After two years of prayer and international advocacy, Pastor Youcef was released on Saturday 8 September and greeted by his family at the prison.
— Jordan Sekulow (@JordanSekulow) September 8, 2012
— Jordan Sekulow (@JordanSekulow) September 8, 2012
— Jordan Sekulow (@JordanSekulow) September 8, 2012
After his release, Youcef said,
Thank you to everyone that has supported me with you prayers.
Praise God for this incredible answer to prayer! Please continue to pray for Youcef and his family as his life is still in danger.
Muslim extremists attempted to kill a pastor supported by Voice of the Martyrs and his family earlier this month in Nigeria.
At least seven gunmen entered Pastor Audu D Gadzama’s church on 10 August, intending to kill the pastor, his wife and his three children.
One gunman shot Pastor Audu’s 24-year-old son, Thomas, in the leg.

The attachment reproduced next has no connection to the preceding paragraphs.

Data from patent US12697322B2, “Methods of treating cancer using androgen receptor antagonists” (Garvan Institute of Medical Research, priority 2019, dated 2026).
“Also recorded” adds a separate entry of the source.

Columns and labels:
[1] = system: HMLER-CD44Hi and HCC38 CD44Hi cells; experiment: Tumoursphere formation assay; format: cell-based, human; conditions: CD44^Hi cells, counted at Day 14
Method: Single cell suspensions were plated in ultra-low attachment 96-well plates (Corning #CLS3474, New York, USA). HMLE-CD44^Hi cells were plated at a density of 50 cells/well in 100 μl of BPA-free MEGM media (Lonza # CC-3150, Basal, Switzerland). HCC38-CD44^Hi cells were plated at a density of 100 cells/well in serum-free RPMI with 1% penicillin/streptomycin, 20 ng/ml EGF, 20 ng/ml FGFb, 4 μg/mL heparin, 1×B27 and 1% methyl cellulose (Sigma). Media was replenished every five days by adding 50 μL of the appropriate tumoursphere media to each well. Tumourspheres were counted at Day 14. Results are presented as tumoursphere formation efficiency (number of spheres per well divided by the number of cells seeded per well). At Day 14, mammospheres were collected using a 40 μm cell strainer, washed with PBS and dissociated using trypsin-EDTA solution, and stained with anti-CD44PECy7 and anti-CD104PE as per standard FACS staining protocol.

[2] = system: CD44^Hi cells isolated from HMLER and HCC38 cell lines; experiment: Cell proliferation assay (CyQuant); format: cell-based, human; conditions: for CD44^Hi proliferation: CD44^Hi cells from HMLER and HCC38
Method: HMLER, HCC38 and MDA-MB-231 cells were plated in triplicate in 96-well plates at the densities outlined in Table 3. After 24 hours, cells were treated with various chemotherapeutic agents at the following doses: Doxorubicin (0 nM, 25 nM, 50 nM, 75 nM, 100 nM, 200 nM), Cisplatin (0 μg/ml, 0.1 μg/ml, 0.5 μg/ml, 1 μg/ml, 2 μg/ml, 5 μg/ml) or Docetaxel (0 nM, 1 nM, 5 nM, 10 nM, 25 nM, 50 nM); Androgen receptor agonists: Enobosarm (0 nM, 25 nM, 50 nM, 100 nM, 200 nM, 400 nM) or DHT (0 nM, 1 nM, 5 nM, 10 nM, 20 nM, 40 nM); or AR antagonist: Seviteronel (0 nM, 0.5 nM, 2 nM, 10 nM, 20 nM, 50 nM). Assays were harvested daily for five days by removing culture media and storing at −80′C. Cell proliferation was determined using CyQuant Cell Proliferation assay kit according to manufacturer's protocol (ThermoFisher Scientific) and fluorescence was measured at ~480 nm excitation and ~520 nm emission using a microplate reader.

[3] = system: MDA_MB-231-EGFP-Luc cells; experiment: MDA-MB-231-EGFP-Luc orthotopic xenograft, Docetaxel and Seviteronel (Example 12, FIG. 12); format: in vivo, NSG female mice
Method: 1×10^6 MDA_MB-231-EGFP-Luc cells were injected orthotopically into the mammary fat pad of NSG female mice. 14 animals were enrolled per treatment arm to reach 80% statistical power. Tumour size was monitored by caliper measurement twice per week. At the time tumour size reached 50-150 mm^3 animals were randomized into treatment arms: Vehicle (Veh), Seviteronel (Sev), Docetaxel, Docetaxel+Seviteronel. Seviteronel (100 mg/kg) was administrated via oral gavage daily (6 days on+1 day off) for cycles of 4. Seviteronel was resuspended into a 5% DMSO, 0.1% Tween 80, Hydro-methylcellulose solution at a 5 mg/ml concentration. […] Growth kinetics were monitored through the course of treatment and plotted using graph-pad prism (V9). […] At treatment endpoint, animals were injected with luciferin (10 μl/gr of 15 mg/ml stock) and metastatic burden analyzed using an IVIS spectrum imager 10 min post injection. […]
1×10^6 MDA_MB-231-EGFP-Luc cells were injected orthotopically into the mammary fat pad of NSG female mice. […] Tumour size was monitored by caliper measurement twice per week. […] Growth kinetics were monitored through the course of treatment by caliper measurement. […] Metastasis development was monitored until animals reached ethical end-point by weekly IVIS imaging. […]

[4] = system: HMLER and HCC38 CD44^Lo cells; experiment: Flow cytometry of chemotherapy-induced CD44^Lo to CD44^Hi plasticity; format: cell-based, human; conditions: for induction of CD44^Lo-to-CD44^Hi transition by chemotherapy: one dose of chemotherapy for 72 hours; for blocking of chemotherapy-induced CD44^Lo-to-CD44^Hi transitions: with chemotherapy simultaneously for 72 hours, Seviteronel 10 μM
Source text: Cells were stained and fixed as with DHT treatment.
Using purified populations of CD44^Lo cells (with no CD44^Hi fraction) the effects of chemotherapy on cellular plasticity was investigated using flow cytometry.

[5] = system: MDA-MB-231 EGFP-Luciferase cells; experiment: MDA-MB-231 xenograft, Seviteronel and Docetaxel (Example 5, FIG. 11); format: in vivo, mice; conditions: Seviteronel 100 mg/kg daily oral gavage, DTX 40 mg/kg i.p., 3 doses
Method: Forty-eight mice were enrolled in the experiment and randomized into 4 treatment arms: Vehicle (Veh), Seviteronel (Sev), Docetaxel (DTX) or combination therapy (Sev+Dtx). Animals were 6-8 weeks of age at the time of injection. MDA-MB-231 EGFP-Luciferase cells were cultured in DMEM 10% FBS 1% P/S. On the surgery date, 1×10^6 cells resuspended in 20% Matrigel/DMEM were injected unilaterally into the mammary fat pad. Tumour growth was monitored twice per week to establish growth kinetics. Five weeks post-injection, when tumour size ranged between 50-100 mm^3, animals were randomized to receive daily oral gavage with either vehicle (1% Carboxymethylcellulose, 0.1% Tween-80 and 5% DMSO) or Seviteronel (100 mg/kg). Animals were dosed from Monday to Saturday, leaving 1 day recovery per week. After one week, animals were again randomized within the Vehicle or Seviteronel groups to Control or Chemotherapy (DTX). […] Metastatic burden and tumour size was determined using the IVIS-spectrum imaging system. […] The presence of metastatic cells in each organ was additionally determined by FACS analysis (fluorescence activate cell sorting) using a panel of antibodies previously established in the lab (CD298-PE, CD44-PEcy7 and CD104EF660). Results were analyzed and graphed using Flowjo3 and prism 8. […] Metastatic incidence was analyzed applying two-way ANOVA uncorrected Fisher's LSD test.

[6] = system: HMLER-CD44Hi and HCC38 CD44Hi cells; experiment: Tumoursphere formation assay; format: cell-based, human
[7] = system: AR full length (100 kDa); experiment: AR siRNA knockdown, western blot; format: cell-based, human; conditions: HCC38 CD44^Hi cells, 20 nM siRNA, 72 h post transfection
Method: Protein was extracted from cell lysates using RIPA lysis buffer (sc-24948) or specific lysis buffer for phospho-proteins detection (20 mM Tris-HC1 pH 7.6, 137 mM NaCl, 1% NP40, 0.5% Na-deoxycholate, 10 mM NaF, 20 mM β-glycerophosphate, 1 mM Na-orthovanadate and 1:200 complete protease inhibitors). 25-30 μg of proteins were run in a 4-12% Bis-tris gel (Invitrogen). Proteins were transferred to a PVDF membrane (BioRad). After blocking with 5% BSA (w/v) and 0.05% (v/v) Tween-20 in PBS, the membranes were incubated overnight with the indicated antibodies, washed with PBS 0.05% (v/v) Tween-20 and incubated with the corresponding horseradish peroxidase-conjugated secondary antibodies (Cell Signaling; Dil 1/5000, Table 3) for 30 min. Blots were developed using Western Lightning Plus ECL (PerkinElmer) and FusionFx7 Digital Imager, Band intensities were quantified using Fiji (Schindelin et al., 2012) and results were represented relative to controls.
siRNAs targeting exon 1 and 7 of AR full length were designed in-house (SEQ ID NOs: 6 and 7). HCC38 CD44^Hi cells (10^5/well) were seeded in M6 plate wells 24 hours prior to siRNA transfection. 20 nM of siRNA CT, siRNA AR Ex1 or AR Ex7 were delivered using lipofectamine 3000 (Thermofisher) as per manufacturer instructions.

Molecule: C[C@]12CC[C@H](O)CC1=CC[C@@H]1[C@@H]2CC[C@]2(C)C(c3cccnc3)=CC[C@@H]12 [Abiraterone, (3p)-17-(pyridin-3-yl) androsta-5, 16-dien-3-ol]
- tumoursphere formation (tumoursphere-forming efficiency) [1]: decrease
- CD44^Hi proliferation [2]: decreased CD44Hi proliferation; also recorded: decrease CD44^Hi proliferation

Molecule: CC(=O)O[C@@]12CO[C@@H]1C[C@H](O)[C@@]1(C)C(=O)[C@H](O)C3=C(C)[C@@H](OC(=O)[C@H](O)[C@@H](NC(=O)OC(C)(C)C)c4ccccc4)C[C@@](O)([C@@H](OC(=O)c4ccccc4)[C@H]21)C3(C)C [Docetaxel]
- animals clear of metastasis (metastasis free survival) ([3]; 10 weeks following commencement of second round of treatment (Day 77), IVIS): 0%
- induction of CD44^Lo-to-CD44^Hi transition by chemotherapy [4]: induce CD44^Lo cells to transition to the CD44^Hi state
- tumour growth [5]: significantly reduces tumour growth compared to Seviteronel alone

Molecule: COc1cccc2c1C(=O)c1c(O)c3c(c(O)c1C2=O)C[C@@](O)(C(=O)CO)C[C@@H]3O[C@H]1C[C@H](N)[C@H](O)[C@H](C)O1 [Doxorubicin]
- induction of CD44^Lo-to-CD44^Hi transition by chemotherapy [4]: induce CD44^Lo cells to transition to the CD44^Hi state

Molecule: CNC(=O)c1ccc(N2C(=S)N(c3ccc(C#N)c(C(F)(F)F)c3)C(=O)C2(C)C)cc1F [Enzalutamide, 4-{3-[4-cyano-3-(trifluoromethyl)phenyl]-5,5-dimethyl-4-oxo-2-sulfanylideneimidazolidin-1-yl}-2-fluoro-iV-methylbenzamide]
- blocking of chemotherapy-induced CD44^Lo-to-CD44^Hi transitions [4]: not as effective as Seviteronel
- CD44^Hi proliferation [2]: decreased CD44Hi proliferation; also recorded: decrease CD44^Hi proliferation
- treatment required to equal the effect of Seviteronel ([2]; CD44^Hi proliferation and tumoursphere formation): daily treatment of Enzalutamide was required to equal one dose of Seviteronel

When he heard the gunshot, Pastor Audu ran outside and the gunmen fired at him as well but missed.
The gunmen, assuming both their targets were dead after seeing the men fall to the ground, then entered the house to search for the key to the church.
They forced Pastor Audu’s wife and other two children to lie on the ground as they set fire to the house and church. The family was able to escape and hide in the bushes as the gunmen fired into the air while shouting, “Allahu Akbar!”
The Christians remained in hiding through the night, and the next morning took Thomas to a hospital. The family is now living with another pastor in the area.
Source: Voice of the Martyrs
- Please pray for the safety of this family.
- Pray for wisdom for Pastor Audu and other church leaders in Nigeria.
- Pray that Nigerian Christians will be able to forgive and love their persecutors.
Pastor Behnam Irani is currently serving a five-year prison sentence in Iran.